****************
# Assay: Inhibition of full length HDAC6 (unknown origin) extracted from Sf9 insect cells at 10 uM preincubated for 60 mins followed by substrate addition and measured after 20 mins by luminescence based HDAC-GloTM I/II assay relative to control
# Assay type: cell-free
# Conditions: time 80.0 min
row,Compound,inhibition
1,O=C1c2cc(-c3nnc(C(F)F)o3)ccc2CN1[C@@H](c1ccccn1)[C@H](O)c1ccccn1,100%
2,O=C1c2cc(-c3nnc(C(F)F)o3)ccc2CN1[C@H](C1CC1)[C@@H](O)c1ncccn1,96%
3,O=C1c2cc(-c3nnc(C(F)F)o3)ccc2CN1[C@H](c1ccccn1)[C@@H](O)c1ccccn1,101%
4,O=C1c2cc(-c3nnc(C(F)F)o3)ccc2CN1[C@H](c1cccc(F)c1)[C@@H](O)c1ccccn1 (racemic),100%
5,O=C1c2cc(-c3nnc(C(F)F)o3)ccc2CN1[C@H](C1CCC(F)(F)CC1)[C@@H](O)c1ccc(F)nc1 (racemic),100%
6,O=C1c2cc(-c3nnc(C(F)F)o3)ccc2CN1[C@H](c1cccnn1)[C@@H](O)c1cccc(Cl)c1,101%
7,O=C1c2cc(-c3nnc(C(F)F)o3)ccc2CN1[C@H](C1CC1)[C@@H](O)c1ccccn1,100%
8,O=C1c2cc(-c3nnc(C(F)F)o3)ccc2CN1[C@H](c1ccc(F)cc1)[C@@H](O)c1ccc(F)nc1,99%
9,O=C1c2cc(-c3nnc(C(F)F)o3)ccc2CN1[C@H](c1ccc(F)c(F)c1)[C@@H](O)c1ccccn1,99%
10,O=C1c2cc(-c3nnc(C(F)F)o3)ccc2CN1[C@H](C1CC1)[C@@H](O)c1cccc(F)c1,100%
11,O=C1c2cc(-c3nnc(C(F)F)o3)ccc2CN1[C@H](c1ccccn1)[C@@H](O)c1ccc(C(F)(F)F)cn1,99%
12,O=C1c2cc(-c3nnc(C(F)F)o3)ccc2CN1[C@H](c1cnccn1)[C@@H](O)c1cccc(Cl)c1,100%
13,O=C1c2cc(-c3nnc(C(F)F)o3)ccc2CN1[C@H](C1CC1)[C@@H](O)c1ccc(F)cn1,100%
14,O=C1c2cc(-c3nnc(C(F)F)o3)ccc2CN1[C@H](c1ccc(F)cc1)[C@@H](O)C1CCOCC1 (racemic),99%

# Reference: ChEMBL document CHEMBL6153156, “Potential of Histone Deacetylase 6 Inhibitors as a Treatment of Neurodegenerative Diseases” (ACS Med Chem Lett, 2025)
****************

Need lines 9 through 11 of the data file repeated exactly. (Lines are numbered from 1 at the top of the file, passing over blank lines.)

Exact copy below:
5,O=C1c2cc(-c3nnc(C(F)F)o3)ccc2CN1[C@H](C1CCC(F)(F)CC1)[C@@H](O)c1ccc(F)nc1 (racemic),100%
6,O=C1c2cc(-c3nnc(C(F)F)o3)ccc2CN1[C@H](c1cccnn1)[C@@H](O)c1cccc(Cl)c1,101%
7,O=C1c2cc(-c3nnc(C(F)F)o3)ccc2CN1[C@H](C1CC1)[C@@H](O)c1ccccn1,100%